The first and second coaxial portions are preferably identical in construction. Each is an essentially elongated structure having first and second ends. Each includes a conductive tube 118, which acts as an outer conductor, and a central body 216, which forms part of an inner conductor. A barrel 122 extends from the central body 216 at each of the first and second ends, and a spring probe 124 extends from within each barrel 122. Each pin 124 is preferably biased within its respective barrel to a fully extended position, and is retractable into its respective barrel against a spring force.
Within each coaxial portion, an insulator 120 holds each barrel 122 in an approximately central position within the conductive tube 118. Each barrel 120 preferably has a fixed mechanical connection to the central body 216, causing the central body to be held in a central position, as well. A gap 214 is maintained between the central body 216 and the conductive tube 218 to provide electrical isolation. The central body 216, pair of barrels 122, and pins 124 interconnect to form a center conductor of the coaxial portion. The dielectric properties of the insulator, together with the dimensions of the barrels and conductive tube, determine a characteristic impedance of the coaxial portion in the region around the barrels. Similarly, the dielectric properties of the gap, together with the dimensions of the conductive body and conductive tube, determine a characteristic impedance in the region around the conductive body. Preferably, these two impedances are approximately equal, providing approximately uniform characteristic impedance over the length of the coaxial portion.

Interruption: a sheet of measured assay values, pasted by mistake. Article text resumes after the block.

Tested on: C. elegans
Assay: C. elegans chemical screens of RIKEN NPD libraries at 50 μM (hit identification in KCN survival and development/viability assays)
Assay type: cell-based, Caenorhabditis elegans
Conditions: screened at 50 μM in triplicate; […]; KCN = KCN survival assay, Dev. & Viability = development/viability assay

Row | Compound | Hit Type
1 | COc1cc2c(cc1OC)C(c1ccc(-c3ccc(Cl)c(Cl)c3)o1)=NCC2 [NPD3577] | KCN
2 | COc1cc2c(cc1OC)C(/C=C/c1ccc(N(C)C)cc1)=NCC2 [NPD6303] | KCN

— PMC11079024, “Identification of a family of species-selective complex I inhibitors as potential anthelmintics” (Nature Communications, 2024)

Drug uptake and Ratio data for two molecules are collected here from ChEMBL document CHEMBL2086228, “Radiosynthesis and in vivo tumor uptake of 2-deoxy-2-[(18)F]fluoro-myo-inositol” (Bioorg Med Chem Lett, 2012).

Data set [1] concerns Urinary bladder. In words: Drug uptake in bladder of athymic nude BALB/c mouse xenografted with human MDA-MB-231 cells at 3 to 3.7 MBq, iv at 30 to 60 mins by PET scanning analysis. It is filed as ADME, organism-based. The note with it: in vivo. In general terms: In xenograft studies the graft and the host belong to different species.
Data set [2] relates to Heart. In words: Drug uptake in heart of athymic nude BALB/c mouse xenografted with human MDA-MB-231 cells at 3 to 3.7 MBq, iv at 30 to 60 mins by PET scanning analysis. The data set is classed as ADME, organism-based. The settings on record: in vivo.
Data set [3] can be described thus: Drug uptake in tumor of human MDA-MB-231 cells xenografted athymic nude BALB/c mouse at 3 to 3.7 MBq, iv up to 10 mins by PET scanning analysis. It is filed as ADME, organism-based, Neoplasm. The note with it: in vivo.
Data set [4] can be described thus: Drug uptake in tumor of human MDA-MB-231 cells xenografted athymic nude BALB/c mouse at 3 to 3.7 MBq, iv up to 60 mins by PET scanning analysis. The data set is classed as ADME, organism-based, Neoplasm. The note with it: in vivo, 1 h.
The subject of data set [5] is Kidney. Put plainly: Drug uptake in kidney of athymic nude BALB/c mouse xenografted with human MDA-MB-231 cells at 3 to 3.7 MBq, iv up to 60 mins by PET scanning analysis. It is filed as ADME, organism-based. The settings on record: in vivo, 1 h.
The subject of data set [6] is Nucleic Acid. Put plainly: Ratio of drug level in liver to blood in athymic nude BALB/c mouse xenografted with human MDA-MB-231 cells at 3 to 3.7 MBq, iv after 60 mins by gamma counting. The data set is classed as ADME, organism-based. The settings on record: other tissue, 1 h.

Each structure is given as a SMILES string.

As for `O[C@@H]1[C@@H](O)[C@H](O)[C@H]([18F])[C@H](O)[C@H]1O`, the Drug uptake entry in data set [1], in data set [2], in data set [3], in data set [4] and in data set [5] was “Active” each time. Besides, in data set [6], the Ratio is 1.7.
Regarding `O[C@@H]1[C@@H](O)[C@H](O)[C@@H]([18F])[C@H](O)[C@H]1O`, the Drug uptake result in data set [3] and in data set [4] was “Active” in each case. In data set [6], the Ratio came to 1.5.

As best seen with reference to FIG. 3, the ground portion 114 of the probe assembly 100 includes a conductive tube 126, which preferably has a smaller diameter than the conductive tubes 118 of the coaxial portions 110 and 112. At each end, the conductive tube 126 has a barrel 128 for holding a spring probe 130. The spring probes 130 are preferably biased to their extended positions, and can be retracted into their respective barrels against a spring force. Each spring probe 130 is electrically connected to its barrel and to the conductive tube 126. It should be noted that FIG. 3 has been rotated so that its view is perpendicular to a line connecting pins 124 and 130, and thus is not a conventional side view.
To electrically complete the probe assembly 100, the conductive tubes 118 of the coaxial portions are electrically connected to the conductive tube 126 of the ground portion. Preferably, the conductive tubes 118 are also connected to each other.
The probe assembly 100 is particularly suitable for conveying differential signals. As is known, changes in net ground current (I) induce voltage spikes (V) in proportion to the inductance (L) of a ground connection, via the equation V=−L dI/dt. These voltage spikes generally impair signal integrity. Differential signals have the properties that their individual signals change voltage by equal amounts, in opposite directions, and at the same time. These properties are exploited by the probe assembly 100 to reduce the effects of inductance on ground currents, and thereby to improve signal integrity.